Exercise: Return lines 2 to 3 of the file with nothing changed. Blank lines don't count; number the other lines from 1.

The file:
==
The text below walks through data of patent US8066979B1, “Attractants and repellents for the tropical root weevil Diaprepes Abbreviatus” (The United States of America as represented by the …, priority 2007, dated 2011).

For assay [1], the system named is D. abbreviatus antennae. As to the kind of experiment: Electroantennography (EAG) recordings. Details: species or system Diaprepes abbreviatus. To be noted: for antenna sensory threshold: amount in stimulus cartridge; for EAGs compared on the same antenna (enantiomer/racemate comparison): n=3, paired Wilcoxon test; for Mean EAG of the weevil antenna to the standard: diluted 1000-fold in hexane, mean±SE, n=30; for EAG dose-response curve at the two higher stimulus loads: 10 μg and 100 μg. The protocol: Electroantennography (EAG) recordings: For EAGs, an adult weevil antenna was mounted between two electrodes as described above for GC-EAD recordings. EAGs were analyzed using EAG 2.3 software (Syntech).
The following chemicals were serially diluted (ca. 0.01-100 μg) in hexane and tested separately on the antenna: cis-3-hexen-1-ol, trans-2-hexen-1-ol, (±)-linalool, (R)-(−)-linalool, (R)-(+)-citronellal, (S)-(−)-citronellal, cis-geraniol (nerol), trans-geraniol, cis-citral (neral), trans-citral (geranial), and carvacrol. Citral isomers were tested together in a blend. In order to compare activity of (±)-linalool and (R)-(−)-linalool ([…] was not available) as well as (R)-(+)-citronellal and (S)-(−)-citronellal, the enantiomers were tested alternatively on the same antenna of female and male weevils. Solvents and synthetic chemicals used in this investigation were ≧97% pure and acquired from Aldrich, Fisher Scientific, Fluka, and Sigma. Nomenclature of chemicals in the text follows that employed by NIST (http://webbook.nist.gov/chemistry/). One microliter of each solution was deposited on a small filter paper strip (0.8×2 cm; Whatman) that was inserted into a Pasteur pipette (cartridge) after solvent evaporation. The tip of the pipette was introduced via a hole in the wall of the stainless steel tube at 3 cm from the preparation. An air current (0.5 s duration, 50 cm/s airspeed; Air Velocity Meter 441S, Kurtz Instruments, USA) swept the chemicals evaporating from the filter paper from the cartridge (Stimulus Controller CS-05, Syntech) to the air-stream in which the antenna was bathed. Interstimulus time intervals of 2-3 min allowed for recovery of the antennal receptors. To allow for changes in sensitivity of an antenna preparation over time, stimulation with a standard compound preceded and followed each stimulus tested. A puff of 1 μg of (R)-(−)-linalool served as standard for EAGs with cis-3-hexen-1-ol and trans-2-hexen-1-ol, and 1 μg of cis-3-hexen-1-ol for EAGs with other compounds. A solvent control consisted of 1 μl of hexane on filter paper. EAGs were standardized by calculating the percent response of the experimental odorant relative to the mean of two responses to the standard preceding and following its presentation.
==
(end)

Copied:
For assay [1], the system named is D. abbreviatus antennae. As to the kind of experiment: Electroantennography (EAG) recordings. Details: species or system Diaprepes abbreviatus. To be noted: for antenna sensory threshold: amount in stimulus cartridge; for EAGs compared on the same antenna (enantiomer/racemate comparison): n=3, paired Wilcoxon test; for Mean EAG of the weevil antenna to the standard: diluted 1000-fold in hexane, mean±SE, n=30; for EAG dose-response curve at the two higher stimulus loads: 10 μg and 100 μg. The protocol: Electroantennography (EAG) recordings: For EAGs, an adult weevil antenna was mounted between two electrodes as described above for GC-EAD recordings. EAGs were analyzed using EAG 2.3 software (Syntech).
The following chemicals were serially diluted (ca. 0.01-100 μg) in hexane and tested separately on the antenna: cis-3-hexen-1-ol, trans-2-hexen-1-ol, (±)-linalool, (R)-(−)-linalool, (R)-(+)-citronellal, (S)-(−)-citronellal, cis-geraniol (nerol), trans-geraniol, cis-citral (neral), trans-citral (geranial), and carvacrol. Citral isomers were tested together in a blend. In order to compare activity of (±)-linalool and (R)-(−)-linalool ([…] was not available) as well as (R)-(+)-citronellal and (S)-(−)-citronellal, the enantiomers were tested alternatively on the same antenna of female and male weevils. Solvents and synthetic chemicals used in this investigation were ≧97% pure and acquired from Aldrich, Fisher Scientific, Fluka, and Sigma. Nomenclature of chemicals in the text follows that employed by NIST (http://webbook.nist.gov/chemistry/). One microliter of each solution was deposited on a small filter paper strip (0.8×2 cm; Whatman) that was inserted into a Pasteur pipette (cartridge) after solvent evaporation. The tip of the pipette was introduced via a hole in the wall of the stainless steel tube at 3 cm from the preparation. An air current (0.5 s duration, 50 cm/s airspeed; Air Velocity Meter 441S, Kurtz Instruments, USA) swept the chemicals evaporating from the filter paper from the cartridge (Stimulus Controller CS-05, Syntech) to the air-stream in which the antenna was bathed. Interstimulus time intervals of 2-3 min allowed for recovery of the antennal receptors. To allow for changes in sensitivity of an antenna preparation over time, stimulation with a standard compound preceded and followed each stimulus tested. A puff of 1 μg of (R)-(−)-linalool served as standard for EAGs with cis-3-hexen-1-ol and trans-2-hexen-1-ol, and 1 μg of cis-3-hexen-1-ol for EAGs with other compounds. A solvent control consisted of 1 μl of hexane on filter paper. EAGs were standardized by calculating the percent response of the experimental odorant relative to the mean of two responses to the standard preceding and following its presentation.